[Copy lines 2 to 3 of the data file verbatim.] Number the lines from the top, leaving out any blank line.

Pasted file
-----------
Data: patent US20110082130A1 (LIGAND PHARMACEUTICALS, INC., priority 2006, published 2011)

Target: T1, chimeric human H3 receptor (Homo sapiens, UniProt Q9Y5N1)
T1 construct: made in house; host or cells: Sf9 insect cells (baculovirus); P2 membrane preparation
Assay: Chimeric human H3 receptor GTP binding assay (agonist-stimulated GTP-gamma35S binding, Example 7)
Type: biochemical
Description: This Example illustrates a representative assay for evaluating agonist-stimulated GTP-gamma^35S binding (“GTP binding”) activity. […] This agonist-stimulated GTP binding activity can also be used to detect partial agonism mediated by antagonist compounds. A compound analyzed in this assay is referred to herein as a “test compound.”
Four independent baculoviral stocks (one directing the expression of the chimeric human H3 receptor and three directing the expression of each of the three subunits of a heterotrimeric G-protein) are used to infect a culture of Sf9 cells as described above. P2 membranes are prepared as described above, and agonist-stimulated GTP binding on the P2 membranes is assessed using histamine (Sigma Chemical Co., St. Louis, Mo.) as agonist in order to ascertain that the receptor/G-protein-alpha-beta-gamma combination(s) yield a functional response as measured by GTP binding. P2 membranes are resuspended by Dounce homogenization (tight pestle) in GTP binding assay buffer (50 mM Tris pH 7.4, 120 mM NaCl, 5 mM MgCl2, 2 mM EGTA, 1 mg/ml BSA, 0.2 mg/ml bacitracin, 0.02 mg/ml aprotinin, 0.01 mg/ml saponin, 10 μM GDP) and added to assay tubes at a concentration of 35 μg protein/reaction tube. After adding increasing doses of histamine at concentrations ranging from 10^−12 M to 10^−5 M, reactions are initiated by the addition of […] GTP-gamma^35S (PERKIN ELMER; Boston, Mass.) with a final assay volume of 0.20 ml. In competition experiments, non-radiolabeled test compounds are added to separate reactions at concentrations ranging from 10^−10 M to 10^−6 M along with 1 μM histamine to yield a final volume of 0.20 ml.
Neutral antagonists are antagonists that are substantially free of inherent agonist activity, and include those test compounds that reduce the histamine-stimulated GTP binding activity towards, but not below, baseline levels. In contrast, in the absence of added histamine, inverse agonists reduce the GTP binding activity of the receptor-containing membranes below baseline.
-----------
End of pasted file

Target: T1, chimeric human H3 receptor (Homo sapiens, UniProt Q9Y5N1)
T1 construct: made in house; host or cells: Sf9 insect cells (baculovirus); P2 membrane preparation